However, in many cases we saw, extending the bail period was not considered despite the investigation not having reached a conclusion. The consequence of this is that the suspects in these cases were in the community, with no legal conditions limiting their behaviour or the potential risk they posed. In the cases we saw, the decision not to extend bail conditions by the police was made without involvement of other agencies. Therefore, no consideration was given to alternative arrangements to manage risk despite the likely or potential risks remaining the same. This meant that children were exposed to unmanaged risk and potential further harm.
Over-optimism that women can police their own homes
We saw too often that women were expected to manage contact between the perpetrator and the children at potential risk. We saw inappropriate use of written agreements that included unrealistic expectations by professionals about the parent’s ability to keep the child safe from the perpetrator. For example, a written agreement was used in a case where a registered sex offender was released from prison despite the mother not believing that the perpetrator had committed an offence. Other examples include mothers who have been subjected to coercive control and domestic abuse being expected to manage supervised contact.
Samantha was aged seven and lived with her mother. Her mother had a new partner. He was a registered sex offender who had convictions for offending against children. He had just been released from prison.
Before the offender’s release from prison, no pre-release risk assessment was carried out. On the offender’s release, there was no specialist sexual offending assessment carried out, and a delay in the probation service’s assessment of risk of harm. When this was finally completed, the assessment did not take full account of the offender’s risk to children.
Probation services did not make a referral to children’s social care. Despite the challenge from the police officer, no referral for assessment was made and Samantha was left at risk of significant harm.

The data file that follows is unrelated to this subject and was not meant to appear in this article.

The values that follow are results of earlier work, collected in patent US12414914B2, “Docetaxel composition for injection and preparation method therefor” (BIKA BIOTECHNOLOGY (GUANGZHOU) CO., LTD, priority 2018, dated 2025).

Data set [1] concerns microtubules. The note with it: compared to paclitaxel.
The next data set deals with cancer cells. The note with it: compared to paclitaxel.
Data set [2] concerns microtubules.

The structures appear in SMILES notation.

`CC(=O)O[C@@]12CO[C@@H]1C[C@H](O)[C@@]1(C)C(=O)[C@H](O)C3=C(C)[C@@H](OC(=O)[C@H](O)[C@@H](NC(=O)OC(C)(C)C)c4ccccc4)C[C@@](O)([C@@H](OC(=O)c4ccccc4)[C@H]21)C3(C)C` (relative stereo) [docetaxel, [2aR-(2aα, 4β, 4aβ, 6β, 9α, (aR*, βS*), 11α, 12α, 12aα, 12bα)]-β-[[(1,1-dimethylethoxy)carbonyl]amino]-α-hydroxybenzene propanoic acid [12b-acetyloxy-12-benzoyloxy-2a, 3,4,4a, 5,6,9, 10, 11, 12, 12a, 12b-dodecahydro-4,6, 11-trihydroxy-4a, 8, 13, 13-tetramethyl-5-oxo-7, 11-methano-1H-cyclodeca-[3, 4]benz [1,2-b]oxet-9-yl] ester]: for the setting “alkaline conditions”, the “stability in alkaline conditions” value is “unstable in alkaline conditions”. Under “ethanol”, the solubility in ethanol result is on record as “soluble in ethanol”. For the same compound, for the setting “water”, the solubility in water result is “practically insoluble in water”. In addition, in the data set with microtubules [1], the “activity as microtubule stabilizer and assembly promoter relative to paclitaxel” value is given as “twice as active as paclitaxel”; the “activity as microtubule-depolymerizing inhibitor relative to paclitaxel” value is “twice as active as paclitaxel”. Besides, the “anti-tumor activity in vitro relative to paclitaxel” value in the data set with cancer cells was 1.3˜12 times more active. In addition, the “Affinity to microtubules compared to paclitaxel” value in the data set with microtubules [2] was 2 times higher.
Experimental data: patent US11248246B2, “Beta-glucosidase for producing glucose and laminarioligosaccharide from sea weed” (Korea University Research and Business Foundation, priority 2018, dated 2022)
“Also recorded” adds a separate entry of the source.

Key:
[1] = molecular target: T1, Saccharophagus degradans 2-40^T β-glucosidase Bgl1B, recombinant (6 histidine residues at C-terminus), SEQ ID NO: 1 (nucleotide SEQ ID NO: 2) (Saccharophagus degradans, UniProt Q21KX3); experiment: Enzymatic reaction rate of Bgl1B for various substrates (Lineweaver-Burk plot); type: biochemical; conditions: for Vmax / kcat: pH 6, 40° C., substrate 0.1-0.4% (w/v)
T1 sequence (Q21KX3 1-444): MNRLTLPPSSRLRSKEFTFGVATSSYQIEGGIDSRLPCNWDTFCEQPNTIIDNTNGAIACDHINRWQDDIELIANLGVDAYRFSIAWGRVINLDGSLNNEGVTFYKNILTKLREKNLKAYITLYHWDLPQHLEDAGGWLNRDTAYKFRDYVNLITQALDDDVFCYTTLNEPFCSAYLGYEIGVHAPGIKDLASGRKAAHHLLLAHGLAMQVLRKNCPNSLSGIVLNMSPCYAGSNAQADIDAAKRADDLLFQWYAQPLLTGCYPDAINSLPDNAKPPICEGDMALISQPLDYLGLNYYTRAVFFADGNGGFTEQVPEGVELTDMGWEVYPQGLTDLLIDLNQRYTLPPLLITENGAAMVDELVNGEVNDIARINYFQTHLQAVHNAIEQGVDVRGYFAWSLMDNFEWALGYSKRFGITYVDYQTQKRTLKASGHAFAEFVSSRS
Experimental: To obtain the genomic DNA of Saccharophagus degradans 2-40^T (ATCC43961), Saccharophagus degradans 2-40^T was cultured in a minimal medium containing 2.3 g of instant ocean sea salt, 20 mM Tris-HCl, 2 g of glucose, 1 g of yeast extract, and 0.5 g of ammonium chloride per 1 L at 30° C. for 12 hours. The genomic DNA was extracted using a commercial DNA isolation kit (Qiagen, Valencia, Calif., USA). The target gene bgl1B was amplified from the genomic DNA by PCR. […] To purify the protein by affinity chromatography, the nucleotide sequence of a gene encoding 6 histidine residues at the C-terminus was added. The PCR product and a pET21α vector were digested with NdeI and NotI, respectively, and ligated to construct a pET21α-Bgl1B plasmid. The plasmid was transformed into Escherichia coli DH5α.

Professionals need to better understand the relationship between abusers and non-abusing parents or guardians. In most cases, it will be unrealistic to expect non-abusing parents or mothers to protect their children from harm without significant support from agencies and partnerships.
Support for children and families
The impact of child sexual abuse on children, non-perpetrating parents and wider family members can result in an increased risk of adverse outcomes in a variety of areas of personal and family life, such as:
- physical health
- emotional well-being, mental health and behaviours
- interpersonal relationships
- socio-economic outcomes
- religious and spiritual beliefs
- vulnerability and re-victimisation
An increased risk of adverse outcomes does not mean that all victims will experience all of them, and they can vary in terms of severity and duration. Some victims may experience severe, lifelong impacts and others may experience very few adverse effects.41 Although not all children and families will experience all of these adverse outcomes, it is important that their needs are assessed and therapeutic support offered as early as possible. We saw many examples of cases where children’s therapeutic support was delayed because of a lack of knowledge about when it can be introduced and confusion about it interfering with criminal evidence and prosecutions. There was a lack of accessible support for parents and other children in the family in most areas we visited.
Parents may find it difficult to care for and support a child who has been abused. An important element in minimising these effects is to provide therapeutic and support services as early as possible, both for the child and other family members affected.
Support for children and young people who display harmful sexual behaviour
Our findings from these JTAI visits identified issues relating to children and young people displaying harmful sexual behaviour that cut across each of the four themes of prevention, identification, protection and support.
There are no accurate figures on the extent of harmful sexual behaviour by children and young people, largely because it covers a broad spectrum of behaviours, most of which do not come to the attention of the authorities. In one UK study, two thirds of the contact sexual abuse experienced by children and young people was perpetrated by other young people, though this is usually outside of the home environment.42
Research into effective interventions among children and young people who display harmful sexual behaviour, though limited, has identified that structured, holistic and family-oriented approaches may be the most effective, but must take account of the young person’s own history of abuse. In addition, research highlights the damaging effects of stigmatising young people as ‘mini adult sex offenders’, which may even increase the likelihood of reoffending.43 44
In some cases on inspection, we found that professionals lacked sufficient understanding of the vulnerabilities of children who have displayed harmful sexual behaviour. Therefore, professionals did not focus on these children being potential victims of sexual abuse. In a number of cases, we saw delays in their assessment and in putting appropriate risk management in place. Specialist support was not offered to a number of these children.